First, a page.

I am curious @SactoSteve if you use an anti sway bar of any kind?  Also what has been your longest tow distance?   My manual does not mention the use of them but definitely says no weight distribution hitch. Also I do not know if I have the automatic leveling system but I will assume not.  As I said earlier in this feed I did take my table out and the only thing I have on the tongue is the plastic box with one wet propane tank.
    The comment by. @VictoriaP is certainly valid and one I’ll consider.
    Thank you both for your thoughts.
    2019 [email protected] 400 “Hazel”   Towed with a 2013 Ford F-150 STX  4X4 SuperCab 5.0L
    table mod
  • JEBJEB Posts: 218Member
    One version of the Q5 has automatic leveling, not sure if that helps compensate for the 'slightly' over rate tongue weight of the 2019 [email protected] 400?  That being said we tow our 2019 [email protected] 400 with our 2018 Q5 which does not have the leveling feature.  The rear of the Audi does lower when hooked up but the Audi doesn't sit tail low/head high by any means.  The Q5 is more than adequate to pull the 400 and we haven't noticed any handling issues, which would seem to be the concern if the tongue weight was a bad match for the tow vehicle.  It seems to tow just fine.  
    -steve
    I have load leveling and a full air suspension on my Jeep.  It's nice, but it does not allow for overloading the tongue.  And you are definitely overloaded.  It might tow fine, for now, until it doesn't.  At a minimum, you are putting stress on your rear suspension components, like bushings and shocks, that they weren't designed for.  And you've probably not had the misfortune of an emergency stop yet.  An overloaded tongue during hard braking will cause the trailer to submarine, which will cause the front end of your Audi to rise, reducing steering control and braking.  An overloaded tongue is nothing to take lightly.  Plus, are you factoring in what you are carrying IN your cargo area when you say you are only "slightly" overloaded?  Most people forget about the effects of payload.  You need to be vigilant with this set up.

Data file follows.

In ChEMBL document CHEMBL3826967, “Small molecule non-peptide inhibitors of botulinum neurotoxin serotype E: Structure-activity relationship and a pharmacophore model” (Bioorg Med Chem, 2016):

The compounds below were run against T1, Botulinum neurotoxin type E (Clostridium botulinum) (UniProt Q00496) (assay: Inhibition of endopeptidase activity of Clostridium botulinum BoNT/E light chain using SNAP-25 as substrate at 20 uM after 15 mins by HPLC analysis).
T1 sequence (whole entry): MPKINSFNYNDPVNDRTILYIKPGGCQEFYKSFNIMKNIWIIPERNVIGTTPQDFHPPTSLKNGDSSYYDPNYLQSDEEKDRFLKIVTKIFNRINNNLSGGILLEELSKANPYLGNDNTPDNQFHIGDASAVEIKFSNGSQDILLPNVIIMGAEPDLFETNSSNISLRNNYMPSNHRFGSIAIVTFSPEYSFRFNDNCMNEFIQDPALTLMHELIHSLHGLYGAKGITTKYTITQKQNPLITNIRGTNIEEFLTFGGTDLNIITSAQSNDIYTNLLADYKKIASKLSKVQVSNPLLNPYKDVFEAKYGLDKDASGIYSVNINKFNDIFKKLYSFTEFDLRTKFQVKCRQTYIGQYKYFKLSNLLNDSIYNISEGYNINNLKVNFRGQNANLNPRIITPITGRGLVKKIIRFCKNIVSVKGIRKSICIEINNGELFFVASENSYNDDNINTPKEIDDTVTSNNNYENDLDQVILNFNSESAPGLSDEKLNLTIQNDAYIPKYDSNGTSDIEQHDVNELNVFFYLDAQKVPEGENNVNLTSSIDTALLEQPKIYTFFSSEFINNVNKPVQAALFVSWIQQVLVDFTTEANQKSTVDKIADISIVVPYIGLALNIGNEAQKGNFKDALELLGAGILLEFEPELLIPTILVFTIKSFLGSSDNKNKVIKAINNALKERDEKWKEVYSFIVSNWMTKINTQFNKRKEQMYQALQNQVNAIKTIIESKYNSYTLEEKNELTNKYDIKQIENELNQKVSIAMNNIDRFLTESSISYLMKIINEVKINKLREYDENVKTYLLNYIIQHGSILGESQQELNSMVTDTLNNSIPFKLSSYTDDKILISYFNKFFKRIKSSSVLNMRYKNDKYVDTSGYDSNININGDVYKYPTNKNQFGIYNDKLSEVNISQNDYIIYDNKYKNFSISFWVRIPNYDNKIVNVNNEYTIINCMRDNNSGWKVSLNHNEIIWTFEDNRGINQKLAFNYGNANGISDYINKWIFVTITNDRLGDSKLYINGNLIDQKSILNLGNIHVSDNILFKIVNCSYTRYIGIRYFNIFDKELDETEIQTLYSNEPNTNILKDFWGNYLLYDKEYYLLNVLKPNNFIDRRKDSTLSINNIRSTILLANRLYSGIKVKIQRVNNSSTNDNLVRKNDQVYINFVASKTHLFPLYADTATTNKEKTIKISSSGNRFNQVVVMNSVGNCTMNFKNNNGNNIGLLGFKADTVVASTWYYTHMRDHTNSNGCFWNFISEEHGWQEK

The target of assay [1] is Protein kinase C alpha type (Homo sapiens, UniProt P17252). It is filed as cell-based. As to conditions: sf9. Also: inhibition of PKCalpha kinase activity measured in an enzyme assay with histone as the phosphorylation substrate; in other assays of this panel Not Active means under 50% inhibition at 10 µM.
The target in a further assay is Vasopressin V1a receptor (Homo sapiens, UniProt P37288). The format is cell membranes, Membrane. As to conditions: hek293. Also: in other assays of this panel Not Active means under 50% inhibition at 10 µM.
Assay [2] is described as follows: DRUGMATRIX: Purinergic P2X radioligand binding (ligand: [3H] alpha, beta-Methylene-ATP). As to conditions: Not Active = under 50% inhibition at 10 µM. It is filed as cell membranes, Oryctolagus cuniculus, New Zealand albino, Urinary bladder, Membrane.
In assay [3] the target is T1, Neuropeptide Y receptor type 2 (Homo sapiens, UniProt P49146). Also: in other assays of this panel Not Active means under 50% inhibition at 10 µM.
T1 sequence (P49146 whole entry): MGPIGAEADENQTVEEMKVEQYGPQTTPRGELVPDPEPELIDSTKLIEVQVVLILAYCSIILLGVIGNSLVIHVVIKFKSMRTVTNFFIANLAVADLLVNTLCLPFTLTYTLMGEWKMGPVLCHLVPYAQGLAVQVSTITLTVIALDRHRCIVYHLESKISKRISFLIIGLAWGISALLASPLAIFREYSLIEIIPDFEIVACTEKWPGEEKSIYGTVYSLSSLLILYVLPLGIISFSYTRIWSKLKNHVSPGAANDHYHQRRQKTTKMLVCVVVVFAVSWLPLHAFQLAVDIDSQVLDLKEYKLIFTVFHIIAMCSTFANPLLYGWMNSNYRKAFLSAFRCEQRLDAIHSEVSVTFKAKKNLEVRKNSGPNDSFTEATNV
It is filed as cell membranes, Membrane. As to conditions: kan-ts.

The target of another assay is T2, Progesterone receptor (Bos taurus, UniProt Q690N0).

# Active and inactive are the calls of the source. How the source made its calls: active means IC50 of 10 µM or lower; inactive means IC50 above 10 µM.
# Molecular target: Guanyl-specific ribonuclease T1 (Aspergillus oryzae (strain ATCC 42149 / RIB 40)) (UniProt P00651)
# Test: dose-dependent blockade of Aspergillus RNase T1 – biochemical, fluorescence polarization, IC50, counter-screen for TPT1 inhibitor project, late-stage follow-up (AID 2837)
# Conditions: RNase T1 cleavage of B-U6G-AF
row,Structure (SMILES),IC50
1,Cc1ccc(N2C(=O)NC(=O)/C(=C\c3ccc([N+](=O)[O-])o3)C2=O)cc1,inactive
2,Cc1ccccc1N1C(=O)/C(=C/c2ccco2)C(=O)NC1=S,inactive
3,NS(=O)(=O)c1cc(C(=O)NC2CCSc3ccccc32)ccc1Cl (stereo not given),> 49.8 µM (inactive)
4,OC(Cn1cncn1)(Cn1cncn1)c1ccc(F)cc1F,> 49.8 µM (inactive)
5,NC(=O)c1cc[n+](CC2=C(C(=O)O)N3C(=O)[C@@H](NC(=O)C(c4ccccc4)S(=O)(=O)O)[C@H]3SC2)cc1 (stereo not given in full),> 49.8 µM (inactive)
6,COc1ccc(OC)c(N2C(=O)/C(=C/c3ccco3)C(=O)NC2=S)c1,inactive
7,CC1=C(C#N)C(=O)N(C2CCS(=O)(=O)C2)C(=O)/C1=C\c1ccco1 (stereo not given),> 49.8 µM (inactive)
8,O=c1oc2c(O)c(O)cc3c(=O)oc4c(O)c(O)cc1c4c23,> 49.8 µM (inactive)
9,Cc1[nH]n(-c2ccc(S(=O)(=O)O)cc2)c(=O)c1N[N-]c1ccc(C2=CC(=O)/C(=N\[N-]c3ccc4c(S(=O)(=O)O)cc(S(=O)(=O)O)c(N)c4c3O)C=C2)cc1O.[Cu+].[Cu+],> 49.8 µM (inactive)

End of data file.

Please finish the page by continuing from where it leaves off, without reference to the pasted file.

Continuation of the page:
2019 [email protected] 400 Boondock Lite
    2019 Chevy Colorado ZR1 Duramax
  • SactoSteveSactoSteve Posts: 25Member
    “You need to be vigilant with this set up.”. Agreed.
    Tongue wt “rule of thumb” appears to be 10 -15% of total loaded trailer weight. That is likely how Audi comes up with the conservative 440 ‘limit’ based on their max 4400 trailer weight rating. The less conservative 15% would be a 660 tongue weight.  Lets say a loaded 400 weighs 4000? That puts “rule of thumb” tongue wt in the 400 to 600 pound range.
    -steve
    2019 [email protected] 400
    2018 Audi Q5
  • JEBJEB Posts: 218Member
    edited June 12
    “You need to be vigilant with this set up.”. Agreed.
    Tongue wt “rule of thumb” appears to be 10 -15% of total loaded trailer weight. That is likely how Audi comes up with the conservative 440 ‘limit’ based on their max 4400 trailer weight rating. The less conservative 15% would be a 660 tongue weight.  Lets say a loaded 400 weighs 4000? That puts “rule of thumb” tongue wt in the 400 to 600 pound range.
    You are confusing two measurements.  Or more precisely, I was being a little loose with my nomenclature.  Tongue weight should be 10-15% of the gross trailer weight.  This has nothing to do with the hitch capacity.  On a 400, with a gross vehicle weight rating of 3500 lbs, that's a maximum of 3500 x .15 = 525 lbs on the tongue.  Hitch weight on the tow vehicle is different.  It's almost always 10% of the tow rating, max.  No range for this measurement.  So, for your Audi, with a tow rating of 4400 lbs, your hitch weight limit is 440.  You are overweight, using the dry tongue weight nuCamp posted on its website.  You are way overweight on the 440-pound hitch if you push your tongue weight to 15%.  You can play with this tongue weight a little with loading, traveling with a full fresh tank, etc., but you're still likely to be overweight.

    If you do some research on this forum, you'll find that there are only a few people who attempt to tow a 400 with a vehicle with less than a 5000 lb tow rating.  It's not because they need the towing capacity, itself.  It's because the 400 is tongue heavy and the hitches on vehicles with less than a 5000 lb tow rating usually can't take the load.
    2019 [email protected] 400 Boondock Lite
    2019 Chevy Colorado ZR1 Duramax
  • SactoSteveSactoSteve Posts: 25Member
    Interesting. Hitch weight is also a confusing area. The factory Audi “hitch” has a 7000+ (or so) rating. Probably same hitch as the Q7. So I don’t know what the Audi tongue wt rating basis really is. I believe ROW (non-US) specs are higher. 
    -steve
    2019 [email protected] 400
    2018 Audi Q5
  • JEBJEB Posts: 218Member
    Interesting. Hitch weight is also a confusing area. The factory Audi “hitch” has a 7000+ (or so) rating. Probably same hitch as the Q7. So I don’t know what the Audi tongue wt rating basis really is. I believe ROW (non-US) specs are higher.